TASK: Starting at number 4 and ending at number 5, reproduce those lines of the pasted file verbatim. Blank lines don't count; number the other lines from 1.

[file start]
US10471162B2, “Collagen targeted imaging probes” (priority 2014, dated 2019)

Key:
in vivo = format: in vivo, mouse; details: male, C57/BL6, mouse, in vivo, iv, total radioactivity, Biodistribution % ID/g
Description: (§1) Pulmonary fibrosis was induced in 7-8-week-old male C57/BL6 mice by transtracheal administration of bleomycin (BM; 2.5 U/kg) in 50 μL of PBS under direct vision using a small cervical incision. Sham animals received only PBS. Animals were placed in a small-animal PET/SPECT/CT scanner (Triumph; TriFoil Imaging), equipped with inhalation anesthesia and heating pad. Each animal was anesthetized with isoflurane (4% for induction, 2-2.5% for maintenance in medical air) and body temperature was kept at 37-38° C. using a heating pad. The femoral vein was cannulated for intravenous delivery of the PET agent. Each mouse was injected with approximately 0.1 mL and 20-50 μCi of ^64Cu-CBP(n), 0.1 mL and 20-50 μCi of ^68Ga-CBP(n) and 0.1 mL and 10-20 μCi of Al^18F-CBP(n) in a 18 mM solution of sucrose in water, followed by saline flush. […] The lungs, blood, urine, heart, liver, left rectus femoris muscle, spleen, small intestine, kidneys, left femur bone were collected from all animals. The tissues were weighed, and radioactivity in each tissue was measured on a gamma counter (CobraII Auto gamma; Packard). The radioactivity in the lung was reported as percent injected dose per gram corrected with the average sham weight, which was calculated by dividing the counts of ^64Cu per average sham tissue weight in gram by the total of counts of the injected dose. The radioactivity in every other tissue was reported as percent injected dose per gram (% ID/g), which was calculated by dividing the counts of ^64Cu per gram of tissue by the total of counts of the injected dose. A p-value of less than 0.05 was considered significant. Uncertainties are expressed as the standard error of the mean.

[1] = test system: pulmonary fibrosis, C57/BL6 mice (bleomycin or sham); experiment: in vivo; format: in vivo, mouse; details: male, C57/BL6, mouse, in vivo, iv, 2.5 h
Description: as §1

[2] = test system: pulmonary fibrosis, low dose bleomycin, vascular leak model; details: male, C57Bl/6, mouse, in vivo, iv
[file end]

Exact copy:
Description: (§1) Pulmonary fibrosis was induced in 7-8-week-old male C57/BL6 mice by transtracheal administration of bleomycin (BM; 2.5 U/kg) in 50 μL of PBS under direct vision using a small cervical incision. Sham animals received only PBS. Animals were placed in a small-animal PET/SPECT/CT scanner (Triumph; TriFoil Imaging), equipped with inhalation anesthesia and heating pad. Each animal was anesthetized with isoflurane (4% for induction, 2-2.5% for maintenance in medical air) and body temperature was kept at 37-38° C. using a heating pad. The femoral vein was cannulated for intravenous delivery of the PET agent. Each mouse was injected with approximately 0.1 mL and 20-50 μCi of ^64Cu-CBP(n), 0.1 mL and 20-50 μCi of ^68Ga-CBP(n) and 0.1 mL and 10-20 μCi of Al^18F-CBP(n) in a 18 mM solution of sucrose in water, followed by saline flush. […] The lungs, blood, urine, heart, liver, left rectus femoris muscle, spleen, small intestine, kidneys, left femur bone were collected from all animals. The tissues were weighed, and radioactivity in each tissue was measured on a gamma counter (CobraII Auto gamma; Packard). The radioactivity in the lung was reported as percent injected dose per gram corrected with the average sham weight, which was calculated by dividing the counts of ^64Cu per average sham tissue weight in gram by the total of counts of the injected dose. The radioactivity in every other tissue was reported as percent injected dose per gram (% ID/g), which was calculated by dividing the counts of ^64Cu per gram of tissue by the total of counts of the injected dose. A p-value of less than 0.05 was considered significant. Uncertainties are expressed as the standard error of the mean.

[1] = test system: pulmonary fibrosis, C57/BL6 mice (bleomycin or sham); experiment: in vivo; format: in vivo, mouse; details: male, C57/BL6, mouse, in vivo, iv, 2.5 h